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Andy Thousand 01-05-19 01:47 PM

Steel or aluminum bicycle frame?
Ok my fellow cyclists which material do you prefer for a bicycle frame, steel or aluminum? And why?

fietsbob 01-05-19 02:07 PM

What style of bike 'floats your boat' most? Road Tour Folding City-hybrid. Narrow it down a bit

No hurry these mid winter hamster wheel threads spin on until you can ride outside more..

Doge 01-05-19 04:11 PM

Assuming the same price...
Riding - steel. Racing Alloy. Alloy is more responsive to power, generally lighter. Also more responsive to driving that bump into your bum. So, as in most things it depends on what you like.

wolfchild 01-05-19 04:17 PM

I have steel and aluminium bikes and it makes no difference to me. I enjoy riding both.

tyrion 01-05-19 04:18 PM

People here don't really care what material their bicycle frame is made of.

veganbikes 01-05-19 05:36 PM

Titanium, because it is cool! :thumb:

kcblair 01-05-19 05:41 PM

I have steel, Aluminum, and CF. They are all fun , they just ride differently. All day riding, I like steel. KB.

Steve B. 01-05-19 05:43 PM


CliffordK 01-05-19 05:49 PM

Carbon Fiber? Titanium? Stainless?

For "average steel" vs "average aluminum", one may get a better aluminum bike. However, there are a lot of extremely nice steel alloys.

Keep in mind that people call aluminum "alloy", but virtually nobody is riding Iron bicycles. All steel is a type of alloy, as well as most Titanium.

I'm working on building up a new (repurposed) touring bike. I'm choosing steel... don't know, it just seems right for this project.

wolfchild 01-05-19 06:13 PM

As long as it's metal and welded together that's all I care about...I avoid anything that's made from plastic ( aka CF) and held together with epoxy. If it's not welded it's not real.

Flip Flop Rider 01-05-19 06:22 PM


Wileyrat 01-05-19 06:39 PM

Between the two choices, I'll take steel, preferably lugged with butted tubing in a more racy geometry.

To me and my bones and butt, riding aluminum is like cutting wood with a chainsaw. It gets the job done, but with a hell of a buzz.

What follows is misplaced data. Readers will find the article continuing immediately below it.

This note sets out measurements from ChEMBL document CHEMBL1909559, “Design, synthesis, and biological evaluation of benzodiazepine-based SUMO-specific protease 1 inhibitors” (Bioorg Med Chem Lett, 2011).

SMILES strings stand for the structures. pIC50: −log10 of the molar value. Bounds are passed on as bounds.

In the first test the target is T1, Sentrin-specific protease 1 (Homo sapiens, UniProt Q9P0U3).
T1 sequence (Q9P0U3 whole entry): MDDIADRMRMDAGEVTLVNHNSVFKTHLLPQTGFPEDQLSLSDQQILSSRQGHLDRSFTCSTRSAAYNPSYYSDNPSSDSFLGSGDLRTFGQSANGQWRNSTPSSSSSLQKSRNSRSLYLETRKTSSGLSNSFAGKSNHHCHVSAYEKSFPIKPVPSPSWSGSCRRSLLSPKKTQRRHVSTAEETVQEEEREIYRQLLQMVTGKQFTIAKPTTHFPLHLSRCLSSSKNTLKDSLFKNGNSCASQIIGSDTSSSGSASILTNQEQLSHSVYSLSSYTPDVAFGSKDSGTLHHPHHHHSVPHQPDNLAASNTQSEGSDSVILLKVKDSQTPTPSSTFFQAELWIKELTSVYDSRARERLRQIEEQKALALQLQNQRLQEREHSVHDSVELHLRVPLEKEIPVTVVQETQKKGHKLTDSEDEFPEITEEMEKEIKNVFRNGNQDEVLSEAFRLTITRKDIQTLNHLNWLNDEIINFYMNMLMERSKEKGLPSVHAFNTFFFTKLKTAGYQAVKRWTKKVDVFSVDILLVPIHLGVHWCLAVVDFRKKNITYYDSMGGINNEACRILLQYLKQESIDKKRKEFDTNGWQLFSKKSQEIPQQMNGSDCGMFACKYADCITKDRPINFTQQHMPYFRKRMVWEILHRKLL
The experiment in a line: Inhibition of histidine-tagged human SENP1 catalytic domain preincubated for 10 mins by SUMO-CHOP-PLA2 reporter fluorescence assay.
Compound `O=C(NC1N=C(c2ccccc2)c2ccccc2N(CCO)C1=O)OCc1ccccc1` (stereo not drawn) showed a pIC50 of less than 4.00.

Jack B 01-05-19 06:50 PM

Frame material is really down to personal preference (and budget restrictions) but personally, I prefer steel.

jefnvk 01-05-19 07:32 PM

All my road bikes are steel, and my fat bike is aluminum. Mostly because that is what they were when I found them on a one-off great sale.

delbiker1 01-05-19 08:09 PM

I have 1 steel, 1 aluminum,1 carbon fiber and 1 titanium bike. I like riding all of them. With the right set up, my aluminum bike is as comfortable as the steel. My titanium is much lighter than the other three, its biggest minus is that I can only mount tires up to 25 mm due to lack of clearance. I only ride it on good pavement. My carbon fiber is a cross/road type bike, consequently, it is not all that light weight. It is the least comfortable for long rides. However, I can smooth that out with using the maximum width tire that will fit, 32 mm. I also lightened it up with an upgrade in the wheels. The stock wheels are very sturdy but also heavy. My steel bike is 28 years old and I still get a charge out of the way it rides and handles.

jamesdak 01-05-19 08:15 PM

Well....let's see....

Yep, I do believe that it's all steel in there. :thumb::thumb:

Except for a couple of forks and that one Lemond "spine" bike. :o

Rollfast 01-05-19 08:26 PM

I prefer they have a tank.

mstateglfr 01-05-19 08:30 PM

Steel frames. Love the history, love being able to build a frame, and love learning about the different butting designs.

but ultimately, I care most about frame geometry vs frame material.

pickettt 01-05-19 09:18 PM

Steel, IF I'm going to be on it for 2 hours or more. If I'm racing, then aluminum or carbon.

Gresp15C 01-05-19 09:20 PM

Since most of my bikes are pieced together from old parts, I prefer steel because I can deal with the latent problems that can crop up with second-hand frames. For instance I've reset the dropout spacing to accommodate old gear hubs, and straightened a fork that was bent just enough to be annoying when trying to ride no-hands.

Also, a frame with horizontal dropouts, that isn't made from steel, would be so rare that I would probably never encounter one.

The bike that I bought brand new, and use for longer rides, has an aluminum frame and I'm perfectly happy with it.

cyclist2000 01-05-19 09:42 PM

Depends on the type of bike, most of my bikes are steel, but I have a aluminum folding bike because I liked that bike and it was affordable. Also, I never really cared for aluminum frames but I'm old school and appreciate steel bikes with nice tubing and lug work. These bring back the image of craftsmen and hand built frames.

CliffordK 01-05-19 09:51 PM

Originally Posted by pickettt (Post 20734203)
Steel, IF I'm going to be on it for 2 hours or more. If I'm racing, then aluminum or carbon.

I choose the bike for the job.

If I'm going to be on it all day, then hopefully a light Carbon Fiber bike + good wheels and tires will save me a couple of hours.

But, it all depends. If I'm going to be towing 500 lbs, it will be my cargo bike, although it is time to start building something new.

Whichever bike is working at the moment?

Kapusta 01-05-19 09:54 PM

Great question. How has this topic never come up before?

MikeyMK 01-06-19 06:02 AM

Ally fatigues and cracks. I've cracked two frames, and bought a third and found fractures. All hairline stuff at first.

Steel is heavier and can feel springy.

indyfabz 01-06-19 06:57 AM

Why should my preference matter to you? I wouldn't let you ride any of my bikes.

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